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The case that I have chosen reveals the situation when a child was obliged to move to another country following her parents. It refers to an individual (case) advocacy (Ezell, 2015). Melinda lived in Canada and had plans for the future connected with this country. She was sure what she wants to achieve and how this can be done. Still, he parents forced her to move to Abu Dhabi with them. As a result, the girl was frustrated and depressed.
Trying to improve the situation, her new teacher asked me (as a CYC student) and the school counselor (my supervisor) to consider the situation and help Melinda. In this way, it can be seen as an internal advocacy. We all represent one facility and have an opportunity to obtain relevant information in time. It was an uninstructed advocacy from the very beginning, as we considered the situation with the teacher and did not engage Melinda in our discussions (Herbert & Eaton-Erickson, 2011). However, the situation changed with the course of time.
Being contacted by a staff person, I was to be involved in this case. First of all, I investigated the situation to be sure that the problem really exists. I had several conversations with the teachers and Melinda to receive as much information as possible. As it turned out, the rights of the child were really offended: “Article 12 (Respect for the views of the child): When adults are making decisions that affect children, children have the right to say what they think should happen and have their opinions taken into account” (A summary of the rights, n.d., p. 2).
According to Article 12, the counselor and I were to explain to Melinda’s parents that Melinda deserved to have her own opinion on the subject. If she were unreasonable, her parents should explain to her why they are moving, and explain to her that they are not doing this to ruin her life. We provided advice and connected this family, used negotiation and informal dispute resolution to cope with this problem (Child and Youth Officer, 2005). We monitored the situation to be sure that the interventions worked (Whitehead, Bala, Leschied, & Chiodo, 2004). The relationships between the girl and her parents were in our focus.
Trying to find the solution, I connected different people. First of all, these were teachers from the school where I work, and Melinda receives the education. The girl was just the second entity to whom I referred because her teacher was the person who asked for help. Then, I involved Melinda’s parents in this process. Of course, all this time, I cooperated with the school counselor. My supervisor assisted me greatly and gave an opportunity to show my best. As the issue did not move beyond the school and Melinda’s home, the learning facility where I work was the only involved institution.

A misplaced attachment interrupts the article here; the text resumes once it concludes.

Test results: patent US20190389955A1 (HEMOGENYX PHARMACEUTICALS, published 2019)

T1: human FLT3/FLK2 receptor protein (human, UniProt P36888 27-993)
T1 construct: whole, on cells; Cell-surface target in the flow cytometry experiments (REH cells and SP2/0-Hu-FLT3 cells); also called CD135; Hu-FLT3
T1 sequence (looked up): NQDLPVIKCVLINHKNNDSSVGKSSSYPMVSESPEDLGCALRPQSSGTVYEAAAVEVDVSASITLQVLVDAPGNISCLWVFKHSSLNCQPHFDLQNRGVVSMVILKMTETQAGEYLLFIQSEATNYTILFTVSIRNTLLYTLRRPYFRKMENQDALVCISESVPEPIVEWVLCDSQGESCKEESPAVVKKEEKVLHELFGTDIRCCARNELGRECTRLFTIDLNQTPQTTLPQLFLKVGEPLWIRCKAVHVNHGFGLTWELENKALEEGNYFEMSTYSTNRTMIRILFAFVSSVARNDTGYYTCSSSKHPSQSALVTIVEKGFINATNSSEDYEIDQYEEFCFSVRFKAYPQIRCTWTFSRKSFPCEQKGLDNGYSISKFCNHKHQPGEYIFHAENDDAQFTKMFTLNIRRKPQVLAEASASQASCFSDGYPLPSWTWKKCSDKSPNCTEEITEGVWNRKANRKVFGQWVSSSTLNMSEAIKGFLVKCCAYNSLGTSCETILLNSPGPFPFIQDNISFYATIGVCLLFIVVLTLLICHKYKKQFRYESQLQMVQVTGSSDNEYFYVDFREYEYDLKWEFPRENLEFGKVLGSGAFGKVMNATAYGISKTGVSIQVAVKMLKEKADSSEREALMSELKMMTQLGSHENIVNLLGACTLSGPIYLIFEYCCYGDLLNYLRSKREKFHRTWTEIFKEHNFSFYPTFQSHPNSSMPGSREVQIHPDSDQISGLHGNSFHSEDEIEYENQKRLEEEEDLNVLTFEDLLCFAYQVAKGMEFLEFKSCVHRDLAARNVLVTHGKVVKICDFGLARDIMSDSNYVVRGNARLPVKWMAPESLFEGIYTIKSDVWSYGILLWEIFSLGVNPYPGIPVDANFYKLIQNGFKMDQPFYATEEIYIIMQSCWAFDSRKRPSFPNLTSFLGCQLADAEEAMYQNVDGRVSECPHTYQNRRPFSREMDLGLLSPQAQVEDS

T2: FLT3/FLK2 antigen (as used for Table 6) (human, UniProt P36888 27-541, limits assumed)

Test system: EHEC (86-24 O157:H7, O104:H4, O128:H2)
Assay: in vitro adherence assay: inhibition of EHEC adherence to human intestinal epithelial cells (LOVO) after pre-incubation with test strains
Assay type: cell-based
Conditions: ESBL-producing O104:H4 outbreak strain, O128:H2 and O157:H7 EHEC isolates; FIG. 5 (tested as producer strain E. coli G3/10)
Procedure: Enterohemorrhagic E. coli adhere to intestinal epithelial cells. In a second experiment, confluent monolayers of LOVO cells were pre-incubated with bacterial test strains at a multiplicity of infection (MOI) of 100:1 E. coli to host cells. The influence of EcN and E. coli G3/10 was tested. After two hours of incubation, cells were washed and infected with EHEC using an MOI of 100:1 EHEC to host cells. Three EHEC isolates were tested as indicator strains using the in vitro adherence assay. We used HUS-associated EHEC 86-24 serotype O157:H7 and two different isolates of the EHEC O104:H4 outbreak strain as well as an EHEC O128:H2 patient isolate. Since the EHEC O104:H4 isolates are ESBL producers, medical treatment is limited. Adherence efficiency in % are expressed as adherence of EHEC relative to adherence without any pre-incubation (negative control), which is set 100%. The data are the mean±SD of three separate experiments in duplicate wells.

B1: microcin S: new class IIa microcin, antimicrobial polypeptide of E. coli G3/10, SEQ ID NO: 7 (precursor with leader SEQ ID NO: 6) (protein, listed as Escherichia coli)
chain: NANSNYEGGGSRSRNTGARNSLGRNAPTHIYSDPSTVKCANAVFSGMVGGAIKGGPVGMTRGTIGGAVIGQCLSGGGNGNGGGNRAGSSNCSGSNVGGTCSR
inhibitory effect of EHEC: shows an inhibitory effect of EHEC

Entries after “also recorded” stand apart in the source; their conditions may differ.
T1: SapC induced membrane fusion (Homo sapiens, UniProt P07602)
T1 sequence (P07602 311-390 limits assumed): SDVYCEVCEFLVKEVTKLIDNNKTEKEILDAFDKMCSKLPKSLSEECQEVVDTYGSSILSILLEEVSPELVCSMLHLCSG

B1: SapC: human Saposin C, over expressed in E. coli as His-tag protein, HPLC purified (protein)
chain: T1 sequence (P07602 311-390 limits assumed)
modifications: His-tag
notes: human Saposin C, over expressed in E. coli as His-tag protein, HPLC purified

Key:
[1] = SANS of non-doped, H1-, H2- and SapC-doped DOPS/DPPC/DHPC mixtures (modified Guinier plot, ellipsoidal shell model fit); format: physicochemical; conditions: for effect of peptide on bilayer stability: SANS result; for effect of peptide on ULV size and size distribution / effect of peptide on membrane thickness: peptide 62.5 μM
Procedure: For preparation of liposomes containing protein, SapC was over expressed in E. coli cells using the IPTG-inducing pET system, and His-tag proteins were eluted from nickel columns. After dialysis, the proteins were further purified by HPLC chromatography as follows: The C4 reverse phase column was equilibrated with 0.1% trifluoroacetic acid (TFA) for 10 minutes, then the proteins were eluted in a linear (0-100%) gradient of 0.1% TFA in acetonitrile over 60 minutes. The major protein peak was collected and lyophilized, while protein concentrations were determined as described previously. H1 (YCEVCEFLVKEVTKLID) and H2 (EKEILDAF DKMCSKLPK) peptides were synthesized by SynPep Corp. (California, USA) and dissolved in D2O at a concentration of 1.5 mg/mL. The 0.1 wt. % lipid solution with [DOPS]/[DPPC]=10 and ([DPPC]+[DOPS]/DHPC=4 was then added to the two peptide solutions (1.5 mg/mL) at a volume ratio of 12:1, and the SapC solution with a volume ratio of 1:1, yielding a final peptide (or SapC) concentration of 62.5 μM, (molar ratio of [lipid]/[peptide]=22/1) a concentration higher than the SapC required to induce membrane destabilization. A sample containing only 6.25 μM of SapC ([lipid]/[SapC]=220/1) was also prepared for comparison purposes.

Barriers to Change
Unfortunately, it was not very easy to implement all interventions and receive a positive outcome. The school counselor and I faced several barriers on the way to change. Mainly, the problem resides in the fact that the adults did not see any infringement in the situation, as Melinda was too young to have an opportunity to stay in Canada on her own. The society supports the view that parents should be obeyed, so everything was done in a right manner. It was rather difficult to make them realize that Melinda would feel much better if she participated in the decision-making process and her opinion was taken into consideration along with the arguments presented by the parents.
Luckily, the problem was solved. Through communication with Melinda and her parents, I made them consider how each of them felt in the occurred situation. It was hard, but the adults admitted that their actions were selfish, and they should have asked the girl’s opinion. Even though she was still not able to change the course of actions, Melinda was not frustrated because of the lack of family’s support. The parents apologized for treating her as a person who has no rights to make a decision related to such critical issue as a move. They explained the necessity of leaving Canada and promised to improve their relations.
The issue occurred because Melinda grew up rather quickly and her parents did not realize it. The girl was rather mature, but she was still treated like a little child who is not able to understand the complexity of the situation and is not supposed to be involved in the process of making vital decisions. The parents refused to accept Melinda’s intentions to enter a particular high school and university seriously and believed that she can make new friends in Aby Dhabi without any problems.
They thought that all plans at this age are just childish dreams that will change with the course of time. It turned out to be extremely advantageous that the teachers of this school are so concerned about their students. Otherwise, Melinda’s condition would become would become worse as well as her behavior and relations with others.
A summary of the rights under the Convention on the Rights of the Child (n.d.). Web.
Child and Youth Officer. (2005). Speak up and be heard: Steps to effective advocacy. Web.
Ezell, M. (2015). Advocacy in the human services. The Journal of Sociology & Social Welfare, 29(2), 181-183.
Herbert, M., & Eaton-Erickson, A. (2011). Standing up for kids. Web.
Whitehead, P., Bala, N., Leschied, A., & Chiodo, D. (2004). A new model for child & youth advocacy in Ontario. Web.